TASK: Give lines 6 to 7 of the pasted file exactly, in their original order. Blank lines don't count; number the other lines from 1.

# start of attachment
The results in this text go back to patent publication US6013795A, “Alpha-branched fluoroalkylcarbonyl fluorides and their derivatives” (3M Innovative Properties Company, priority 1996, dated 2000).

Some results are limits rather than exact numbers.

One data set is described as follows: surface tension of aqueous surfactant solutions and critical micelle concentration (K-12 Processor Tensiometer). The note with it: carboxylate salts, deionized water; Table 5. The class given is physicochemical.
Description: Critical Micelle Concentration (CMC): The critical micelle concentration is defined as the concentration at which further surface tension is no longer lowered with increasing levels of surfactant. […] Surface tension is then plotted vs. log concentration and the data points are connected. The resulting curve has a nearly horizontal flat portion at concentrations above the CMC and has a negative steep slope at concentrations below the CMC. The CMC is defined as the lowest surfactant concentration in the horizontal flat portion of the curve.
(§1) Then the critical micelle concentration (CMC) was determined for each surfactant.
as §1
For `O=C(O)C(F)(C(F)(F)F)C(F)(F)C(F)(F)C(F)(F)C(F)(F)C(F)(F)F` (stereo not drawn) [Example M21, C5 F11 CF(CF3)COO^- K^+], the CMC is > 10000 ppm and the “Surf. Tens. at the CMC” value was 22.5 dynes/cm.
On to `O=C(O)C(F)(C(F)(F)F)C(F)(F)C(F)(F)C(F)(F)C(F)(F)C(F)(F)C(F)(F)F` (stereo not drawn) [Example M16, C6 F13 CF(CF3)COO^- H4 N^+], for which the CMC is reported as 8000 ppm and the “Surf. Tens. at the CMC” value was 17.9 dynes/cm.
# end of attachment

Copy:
as §1
For `O=C(O)C(F)(C(F)(F)F)C(F)(F)C(F)(F)C(F)(F)C(F)(F)C(F)(F)F` (stereo not drawn) [Example M21, C5 F11 CF(CF3)COO^- K^+], the CMC is > 10000 ppm and the “Surf. Tens. at the CMC” value was 22.5 dynes/cm.